186. The Inter-American Court of Human Rights has established that, under the American Convention, the state has a legal duty to investigate, impose appropriate punishment, and ensure that the victim receives adequate compensation. See supra notes 95-99 and accompanying text; Velasquez Rodriguez Case, supra note 98, 174. 187. In Argentina and Uruguay, successor governments passed laws exonerating members of the military. By precluding criminal jurisdiction, the amnesty laws also prevented victims and their families from instituting civil actions against the perpetrators of human rights violations. For example, under Uruguayan law, if the state is precluded from prosecuting, civil remedies in courts of ordinary jurisdiction are also foreclosed. AW, CHALLENGING IMPUNITY, supra note 44, at 21-22. In Argentina, serious felonies are considered offenses against both the individual victim and the society, and civil damages are to be sought during the criminal prosecution. Mignone, Estlund & Issacharoff, supranote 37, at 123 n.17. In these cases an amnesty law precluding the state's ability to prosecute will also effectively deny a civil remedy to victims of human rights violations. In Guatemala and El Salvador, amnesty laws that passed in the context of regional peace efforts benefited few civilians, but have been used by the security forces to avoid criminal and civil proceedings. Guatemala's Decree Number 32-88 of July 4, 1988, provides amnesty to those persons who committed political crimes and related common crimes against the internal political order, public order, and social tranquility before June 23, 1988. Diariode Centroamerica,July 8, 1988, at 1, col. 4. El Salvador's amnesty decree of October 28, 1987, resulted in the dismissal of indictments against soldiers and military officers for massacring up to 74 people near Las Hojas, Sonsonate. Salvadoran human rights groups have appealed to the Inter-American Commission to instruct the Salvadoran government to prosecute those culpable and to pay compensation, as well as to seek an advisory opinion from the Inter-American Court on the relationship between amnesty and human rights law. Petition to the Inter-American Commission on Human Rights for the Victims and Families of the Victims of the Massacre of Las Hojas, Sonsonate, El Salvador, at 11, 17 (Jan. 17, 1989) (on file with author). 188. See supra notes 30-55 and accompanying text. Professor Robert K. Goldman argues that the amnesties decreed by Latin American governments are "moral and legal perversions of the... concepts of amnesty and pardon." R.K. Goldman, Amnesty Laws, InternationalLaw and the American Convention on Human Rights, THE LAW GROUP DOCKET, Summer 1989, at 1, 3. The State's right to abolish or forget the crimes of those who have infracted its sovereignty by rebellion or otherwise flows from the role of the State as the victim. Thus, the State may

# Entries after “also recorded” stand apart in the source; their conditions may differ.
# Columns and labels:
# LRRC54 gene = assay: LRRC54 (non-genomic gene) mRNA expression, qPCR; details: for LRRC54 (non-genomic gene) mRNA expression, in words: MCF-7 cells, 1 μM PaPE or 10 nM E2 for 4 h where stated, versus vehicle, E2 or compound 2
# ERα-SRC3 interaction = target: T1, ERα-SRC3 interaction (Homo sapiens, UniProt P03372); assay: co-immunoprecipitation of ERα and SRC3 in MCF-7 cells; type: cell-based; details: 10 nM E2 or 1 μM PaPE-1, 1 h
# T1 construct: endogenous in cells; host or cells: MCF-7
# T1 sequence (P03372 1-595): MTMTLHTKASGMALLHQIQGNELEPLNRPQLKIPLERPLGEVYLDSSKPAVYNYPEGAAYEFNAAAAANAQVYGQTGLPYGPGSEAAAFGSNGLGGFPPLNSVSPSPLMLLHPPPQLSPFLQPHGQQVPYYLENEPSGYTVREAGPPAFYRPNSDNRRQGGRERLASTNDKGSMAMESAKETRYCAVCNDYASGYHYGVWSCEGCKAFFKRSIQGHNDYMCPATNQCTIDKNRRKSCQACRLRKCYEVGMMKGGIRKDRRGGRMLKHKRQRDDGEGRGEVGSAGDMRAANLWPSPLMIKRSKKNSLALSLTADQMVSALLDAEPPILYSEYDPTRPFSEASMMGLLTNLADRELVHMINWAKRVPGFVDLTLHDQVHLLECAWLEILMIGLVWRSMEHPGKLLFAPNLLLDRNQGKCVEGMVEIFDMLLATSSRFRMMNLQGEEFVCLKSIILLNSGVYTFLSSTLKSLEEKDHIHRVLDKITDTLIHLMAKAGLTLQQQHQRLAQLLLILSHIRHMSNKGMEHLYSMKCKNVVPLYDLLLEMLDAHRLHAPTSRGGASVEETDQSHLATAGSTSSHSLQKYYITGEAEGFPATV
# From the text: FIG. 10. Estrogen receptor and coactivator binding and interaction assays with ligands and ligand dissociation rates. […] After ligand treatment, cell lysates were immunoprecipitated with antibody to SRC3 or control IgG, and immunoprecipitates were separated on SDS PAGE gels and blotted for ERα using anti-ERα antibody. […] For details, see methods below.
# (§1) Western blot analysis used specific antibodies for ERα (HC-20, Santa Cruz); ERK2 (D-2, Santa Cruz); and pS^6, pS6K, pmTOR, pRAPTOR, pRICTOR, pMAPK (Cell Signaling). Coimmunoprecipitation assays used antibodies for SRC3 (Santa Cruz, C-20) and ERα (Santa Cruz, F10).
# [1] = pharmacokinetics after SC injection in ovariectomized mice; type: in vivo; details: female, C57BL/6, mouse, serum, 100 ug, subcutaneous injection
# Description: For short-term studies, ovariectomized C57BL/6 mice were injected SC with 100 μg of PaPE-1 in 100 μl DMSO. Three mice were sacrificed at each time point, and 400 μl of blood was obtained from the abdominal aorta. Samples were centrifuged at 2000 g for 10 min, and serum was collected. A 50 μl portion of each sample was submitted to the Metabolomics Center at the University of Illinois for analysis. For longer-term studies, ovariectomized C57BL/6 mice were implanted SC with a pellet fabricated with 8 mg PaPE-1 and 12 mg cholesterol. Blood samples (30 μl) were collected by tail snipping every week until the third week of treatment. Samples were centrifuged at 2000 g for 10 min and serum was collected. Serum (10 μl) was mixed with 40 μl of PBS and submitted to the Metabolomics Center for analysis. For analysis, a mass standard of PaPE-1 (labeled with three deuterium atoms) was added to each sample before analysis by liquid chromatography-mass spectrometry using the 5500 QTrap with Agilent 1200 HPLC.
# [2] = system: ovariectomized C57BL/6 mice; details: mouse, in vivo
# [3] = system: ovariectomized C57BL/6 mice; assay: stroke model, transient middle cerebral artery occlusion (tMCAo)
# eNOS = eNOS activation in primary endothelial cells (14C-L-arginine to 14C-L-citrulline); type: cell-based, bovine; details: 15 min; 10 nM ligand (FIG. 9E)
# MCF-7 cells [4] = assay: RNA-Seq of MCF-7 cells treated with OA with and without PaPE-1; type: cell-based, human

"amnesties" can only be legal under international law if the obligation to investigate and take action against gross violators of human rights is derogable-that is, if it can be overcome by domestic considerations. This Section argues that for the grave human rights violations at issue in this Comment-summary execution, torture, disappearancedomestic amnesty laws are not justifiable on either legal or policy grounds. Legally, an amnesty law must fit within an applicable exception to the normally binding nature of human rights treaty provisions in order to be derogable. From a policy standpoint, the absolute nature of the underlying right becomes meaningless if the state need take no action against those who violate it. The International Covenant on Civil and Political Rights, and the European and American Conventions on Human Rights all contain provisions permitting derogation from some, but not all, human rights obligations in certain circumstances. The most common exception is for conditions of "public emergency." 1'89 Article 4 of the International Covenant states: In time of public emergency which threatens the life of the nation and the existence of which is officially proclaimed, the States Parties to the present Covenant may take measures derogating from their obligations... to the extent strictly required by the exigencies of the situation, provided that such measures are not inconsistent with their other obligations under international law .... 190 The European Court of Human Rights has interpreted almost identical language to mean that the danger must be actual or imminent to qualify as a public emergency, the effects must involve the whole nation, and the danger must threaten the continuance of the organized life of the community. In addition, "[t]he crisis or danger must be exceptional, in that the normal measures or restrictions permitted by the Convention for the maintenance of public safety, health and order, are plainly inadequate." ' Although the state's determination of the danger is subject to international scrutiny, it is up to each state initially to decide whether there is an emergency threatening the life of the nation, what measures are necessary to cope with the emergency, whether any such measures derogate